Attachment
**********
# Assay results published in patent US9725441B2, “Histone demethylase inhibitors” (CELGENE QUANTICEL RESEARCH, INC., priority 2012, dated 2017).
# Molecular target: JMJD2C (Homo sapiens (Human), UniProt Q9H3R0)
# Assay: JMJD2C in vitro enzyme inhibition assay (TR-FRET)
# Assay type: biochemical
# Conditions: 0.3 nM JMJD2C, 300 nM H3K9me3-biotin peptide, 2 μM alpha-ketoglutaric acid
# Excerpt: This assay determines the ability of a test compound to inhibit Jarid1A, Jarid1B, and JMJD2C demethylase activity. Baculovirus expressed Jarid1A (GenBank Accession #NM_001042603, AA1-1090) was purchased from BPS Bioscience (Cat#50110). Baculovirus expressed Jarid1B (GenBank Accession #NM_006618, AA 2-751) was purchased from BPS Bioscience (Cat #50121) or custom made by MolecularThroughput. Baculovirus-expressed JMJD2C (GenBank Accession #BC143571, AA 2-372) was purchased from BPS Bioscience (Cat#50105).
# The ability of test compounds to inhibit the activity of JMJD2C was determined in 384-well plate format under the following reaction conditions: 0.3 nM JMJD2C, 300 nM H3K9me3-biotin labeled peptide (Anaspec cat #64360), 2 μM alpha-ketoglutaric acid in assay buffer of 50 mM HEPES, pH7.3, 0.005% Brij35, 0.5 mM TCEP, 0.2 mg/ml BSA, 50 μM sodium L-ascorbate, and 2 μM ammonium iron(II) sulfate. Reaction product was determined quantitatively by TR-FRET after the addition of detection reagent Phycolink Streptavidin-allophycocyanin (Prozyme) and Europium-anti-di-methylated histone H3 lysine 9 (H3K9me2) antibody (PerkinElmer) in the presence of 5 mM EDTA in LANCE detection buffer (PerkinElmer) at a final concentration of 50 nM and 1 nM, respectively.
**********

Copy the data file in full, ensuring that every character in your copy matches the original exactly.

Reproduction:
# Assay results published in patent US9725441B2, “Histone demethylase inhibitors” (CELGENE QUANTICEL RESEARCH, INC., priority 2012, dated 2017).
# Molecular target: JMJD2C (Homo sapiens (Human), UniProt Q9H3R0)
# Assay: JMJD2C in vitro enzyme inhibition assay (TR-FRET)
# Assay type: biochemical
# Conditions: 0.3 nM JMJD2C, 300 nM H3K9me3-biotin peptide, 2 μM alpha-ketoglutaric acid
# Excerpt: This assay determines the ability of a test compound to inhibit Jarid1A, Jarid1B, and JMJD2C demethylase activity. Baculovirus expressed Jarid1A (GenBank Accession #NM_001042603, AA1-1090) was purchased from BPS Bioscience (Cat#50110). Baculovirus expressed Jarid1B (GenBank Accession #NM_006618, AA 2-751) was purchased from BPS Bioscience (Cat #50121) or custom made by MolecularThroughput. Baculovirus-expressed JMJD2C (GenBank Accession #BC143571, AA 2-372) was purchased from BPS Bioscience (Cat#50105).
# The ability of test compounds to inhibit the activity of JMJD2C was determined in 384-well plate format under the following reaction conditions: 0.3 nM JMJD2C, 300 nM H3K9me3-biotin labeled peptide (Anaspec cat #64360), 2 μM alpha-ketoglutaric acid in assay buffer of 50 mM HEPES, pH7.3, 0.005% Brij35, 0.5 mM TCEP, 0.2 mg/ml BSA, 50 μM sodium L-ascorbate, and 2 μM ammonium iron(II) sulfate. Reaction product was determined quantitatively by TR-FRET after the addition of detection reagent Phycolink Streptavidin-allophycocyanin (Prozyme) and Europium-anti-di-methylated histone H3 lysine 9 (H3K9me2) antibody (PerkinElmer) in the presence of 5 mM EDTA in LANCE detection buffer (PerkinElmer) at a final concentration of 50 nM and 1 nM, respectively.